Arts & CultureTheater

Oregon Contemporary Theater’s “I and You” will surprise you in all the right ways



Death, life and the joys of teenage confusion and angst – they’re themes we are all intimately familiar with and usually dread discussing, or worse, when they’re depicted in artsy, staged representations. However, the Oregon Contemporary Theater is featuring a play that manages, almost unbelievably, to present these ideas that are horrendously prone to clichés and after-school-special resolutions, in a work of original and dramatic near-genius.

I and You, written by Lauren Gunderson and directed by Craig Willis, strays far from a feel-good, triumph-of-the-will formula. Only two actors are featured throughout the play. Actress Liv Burns plays Caroline, a teenage girl struggling with a life-threatening disease, and Anthony (Jonathan Thompson), a vulnerable high school athlete who is attempting to work through a project on the writings of Walt Whitman. All the drama takes place in Caroline’s room, to which she is confined because of her illness.

Initially, the storyline seems to be looming dangerously close to a cliché, a guarded girl and a friendly but somewhat sensitive guy, about to be stuck in a room together for the next 80 minutes. But Caroline isn’t guarded because she’s had her heart stomped on by some dirtbag guy. She’s borne the weight of living a life spent staring death in the face and feeling obligated to be flourishing with youth at the same time.

And Anthony isn’t Andrew from The Breakfast Club whose dad won’t accept him if he fails. He enters the stage blazing with enthusiasm for Whitman’s poetry, and his persistence in making Caroline open up to him isn’t the sort that makes you go “aww” but rather strikes a chord with that part of us that knows exactly what it feels like to be on either end of the exchange.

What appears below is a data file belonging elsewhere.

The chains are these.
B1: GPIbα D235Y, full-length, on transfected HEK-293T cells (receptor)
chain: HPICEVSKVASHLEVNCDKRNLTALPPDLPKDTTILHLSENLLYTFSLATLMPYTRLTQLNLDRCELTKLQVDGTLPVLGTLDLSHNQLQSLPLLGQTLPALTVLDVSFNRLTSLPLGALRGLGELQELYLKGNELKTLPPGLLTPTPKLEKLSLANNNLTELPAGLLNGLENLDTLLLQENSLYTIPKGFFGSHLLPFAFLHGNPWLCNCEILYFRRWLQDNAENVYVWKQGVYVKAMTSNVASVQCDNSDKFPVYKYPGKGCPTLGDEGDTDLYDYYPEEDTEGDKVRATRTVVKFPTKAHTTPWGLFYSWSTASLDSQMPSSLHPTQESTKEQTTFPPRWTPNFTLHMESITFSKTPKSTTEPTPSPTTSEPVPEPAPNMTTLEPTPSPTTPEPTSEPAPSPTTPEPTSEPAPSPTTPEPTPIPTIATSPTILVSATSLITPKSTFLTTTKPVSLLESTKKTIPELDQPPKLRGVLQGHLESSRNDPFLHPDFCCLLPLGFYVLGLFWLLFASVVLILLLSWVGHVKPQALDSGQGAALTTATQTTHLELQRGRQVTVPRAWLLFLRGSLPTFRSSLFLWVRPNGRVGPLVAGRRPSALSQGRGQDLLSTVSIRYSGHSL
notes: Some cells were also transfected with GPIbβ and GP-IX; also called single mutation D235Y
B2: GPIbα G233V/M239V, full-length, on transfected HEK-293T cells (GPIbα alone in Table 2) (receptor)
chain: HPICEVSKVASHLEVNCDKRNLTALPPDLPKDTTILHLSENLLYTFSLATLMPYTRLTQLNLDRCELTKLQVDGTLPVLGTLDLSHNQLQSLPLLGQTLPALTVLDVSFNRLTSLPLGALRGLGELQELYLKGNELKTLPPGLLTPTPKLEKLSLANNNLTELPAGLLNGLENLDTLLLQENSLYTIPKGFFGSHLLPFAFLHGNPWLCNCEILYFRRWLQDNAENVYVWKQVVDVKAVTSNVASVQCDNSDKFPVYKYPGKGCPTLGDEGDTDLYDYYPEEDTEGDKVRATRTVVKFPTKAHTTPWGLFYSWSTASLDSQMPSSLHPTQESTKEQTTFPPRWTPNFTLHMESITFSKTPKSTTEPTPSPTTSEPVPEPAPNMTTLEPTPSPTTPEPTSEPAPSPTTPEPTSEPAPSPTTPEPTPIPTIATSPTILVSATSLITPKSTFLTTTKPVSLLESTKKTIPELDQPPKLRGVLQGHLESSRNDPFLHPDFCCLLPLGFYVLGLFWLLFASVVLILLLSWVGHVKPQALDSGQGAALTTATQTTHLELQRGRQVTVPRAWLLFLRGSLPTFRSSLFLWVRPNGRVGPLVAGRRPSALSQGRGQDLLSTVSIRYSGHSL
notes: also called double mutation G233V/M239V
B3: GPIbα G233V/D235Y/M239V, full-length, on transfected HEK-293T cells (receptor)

Tensions are high at almost every point in the play, go figure when you’ve got an introverted, irate girl suddenly getting her inner sanctum invaded by an outgoing basketball player and poetry enthusiast. At times it can be exhausting (or annoying) as Caroline and Anthony’s walls of communication go up and down and back up with a vengeance. Nevertheless, there is something highly sympathetic about their relationship as it develops.

The two go from constantly being on opposite sides of the room to sitting together sharing their hopes and fears on Caroline’s bed, all to the soundtrack of Walt Whitman’s poetry. As they discover more about each other and delve into the minutiae of Whitman’s use of pronouns (specifically, the evolution of his usage of “I” and “you”), the many dimensions of these characters are revealed to the audience as well. They are as messed-up, beautiful and nuanced as real people. And as life often goes, the play ends with a twist you can’t see coming, but makes a strange kind of sense.

Overall, I and You is a captivating work, and the OCT has produced a magnificent show under the direction of Craig Willis and with the talents of Burns and Thompson. The show will be running until Nov. 15 at the OCT Theatre at 194 W. Broadway. Student discounts are available for tickets. Learn more at the website.

Follow Kaylee Tornay on Twitter @ka_tornay


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Kaylee Tornay

Kaylee Tornay

Kaylee is the Emerald's 2015-2016 Hiring and Training Director. Formerly an ASUO reporter for the News Desk and writer for the Arts and Culture Desk, Kaylee has also interned for the Medford Mail Tribune and freelanced for the Bend Bulletin.
Ask her to discuss local journalism or for tips on throwing shade at people who take up too much room on the sidewalk.